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1958-60 Edsel

Misunderstood, But Still a Disaster







On September 4, 1957, Ford Motor Company released the Edsel, a car that was named almost as an afterthought after Henry’s only son.  There was some expectation that the Edsel was to drive the company’s growth in the last half of the century.  Heavily promoted as a totally new automobile with unique and distinctive styling, new engines and futuristic features, it would prove to be little more than an amusing, but important, footnote in automotive history. Two years, two months and fifteen days later, on November 19, 1959, Ford announced that the Edsel was being discountinued.

A total of about 118,150 Edsels were assembled, and at the time it was claimed that Ford lost in excess of $250 million on the project, a cool $2 billion plus in today's dollars.  However, many contemporary analysts, this writer included, believes the actual loss to Ford was likely far less than half this amount.

Edsel's mission was to fill a perceived hole in market coverage within Ford's automotive product line. In its initial season, a total of 18 models in four series were brought to market. Based on the Ford Fairlane models, and sharing a number of chassis and body components, were the Ranger and Pacer series. The upscale series, the Corsair and Citation, shared many of their body and chassis components with Mercury.

Ranger was the price-leader with 2- and 4-door sedans, 2- and 4-door hardtops and three station wagons: the 2-door Roundup station wagon plus the six- and nine-passenger 4-door Villager wagons. Moving up the price ladder was the Pacer, which offered a 4-door sedan, 2- and 4-door hardtops, plus a convertible. Also associated with the Pacer were two versions of the Bermuda station wagons, both featuring imitation "driftwood" paneling with fiberglass rails wearing matching appliques. Both of these wagons featured four doors and were offered in a choice of six or nine passenger capacities.

These Ford-based models offered just one engine selection, a 361 cid/303-hp "E-400" V8. This was the first member of the FE family of big-block engines, which would live on for many years at Ford with such displacements as 352, 390, 406 and eventually 427 cubic inches. The "E-400” represented the engine’s ft-lbs torque rating. A 3-spd manual transmission was standard with these models. Optionally available was a Borg-Warner T-85 overdrive unit and a column-shift automatic transmission. The most popular transmission was the push-button operated Teletouch automatic. With control buttons located in the center of the steering wheel, this was the most unique feature of the Edsel.  Once you got past the grille, of course.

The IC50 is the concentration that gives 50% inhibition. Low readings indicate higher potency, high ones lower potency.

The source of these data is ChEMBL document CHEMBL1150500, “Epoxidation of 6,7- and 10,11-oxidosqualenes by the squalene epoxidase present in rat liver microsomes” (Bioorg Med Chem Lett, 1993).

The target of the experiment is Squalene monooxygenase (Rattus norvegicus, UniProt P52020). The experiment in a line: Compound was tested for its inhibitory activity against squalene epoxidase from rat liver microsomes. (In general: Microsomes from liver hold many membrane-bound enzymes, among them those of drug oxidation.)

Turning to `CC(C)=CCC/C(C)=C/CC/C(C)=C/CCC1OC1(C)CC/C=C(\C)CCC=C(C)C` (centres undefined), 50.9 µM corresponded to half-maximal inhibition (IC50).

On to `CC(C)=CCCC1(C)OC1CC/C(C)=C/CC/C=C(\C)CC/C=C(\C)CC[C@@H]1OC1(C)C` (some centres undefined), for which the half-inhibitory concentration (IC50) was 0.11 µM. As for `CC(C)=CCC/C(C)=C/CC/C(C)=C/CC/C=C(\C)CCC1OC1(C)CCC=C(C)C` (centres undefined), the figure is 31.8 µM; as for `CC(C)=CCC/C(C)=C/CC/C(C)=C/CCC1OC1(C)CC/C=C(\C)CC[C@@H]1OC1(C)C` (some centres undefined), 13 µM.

The '58 Bermuda wagon can bring big money in the right venue.

A maze of drums, dials, buttons, and shapes, Buck Rodgers would feel right at home.

Front grills were "toned down" for '59

IAt the top of the Edsel line were the Corsair and Citation series. The Corsair featured just a 2- and 4-door hardtop, while the highest priced series, Citation, offered added a rather spectacular convertible. Starting at just over $3,800, the list of available options was long and could easily take the suggested retail price well over the $4,400 mark.

Both the Corsair and Citation models came with only one engine, a 345hp, 410ci "E-475" V8. Like the E-400, this represented the ft-lbs torque rating of the engine. It was shared with both Mercury and Lincoln products and would live on for many years as the 430.

While the Edsel received glowing reports from the press, a late 1957 recession soon took its toll. The new division couldn't have been introduced at a worse time. With tight budgets, fierce competition from other makes trying to stem their own losses, and some serious quality issues, Edsel sales were soon way behind expectations. Despite hopes of a projected 200,000 units for the first season, just 63,110 Edsels were produced for the 1958 model year.

Plaguing the Edsel were reports of assembly defects, sporadic quality control and limited supply from outside sources for needed parts. In January 1958, the Edsel Division was rolled in with the Lincoln and Mercury brands to form the MEL Division of Ford Motor Company. Quality did improve after the merger, but it was too late to stem the bad publicity.

For the 1959 model year, Edsel returned with just ten new models. Featuring a redesign to coincide with the new Ford Fairlane body and chassis, Ford was putting its best foot forward to try and make it look like the Edsel was here to stay. Only two series remained, and both shared the body and chassis features of the Ford Fairlane. Ranger returned as the price-leader, offering the same four models as in 1958, while the Corsair nameplate was attached to the upper-line models and included a 4-door sedan, 2- and 4-door hardtop plus a convertible. Station wagon availability was cut to 4-door models offered under the Villager nameplate.

Ranger models came equipped with the "Y-block" 292 cid V8, which had been borrowed from Ford and was rated at 195hp. Villager and Corsair models came standard with a 332 cid version of the FE V8, rated at 245 horsepower. Available in only the Ranger and Villager models was a six-cylinder engine, also borrowed from the Ford parts bin. Optionally available in all models was the "Super-Express" V8, the 361 cid/303 hp engine that the year before had powered all Ranger, Pacer and wagon models in the Edsel family.

Production trickled out of the Louisville plant throughout the model year, reaching a total of 44,891 units, with about 2,500 more produced in Canada.

go to Edsel, page 2

P. Skinner and the editors at Collector Car Market Review

Current Values:  1958   1959  1960  or  Main Edsel Menu    Edsel page 2

 
 

 

 

 

Jim Carlsons Auto Center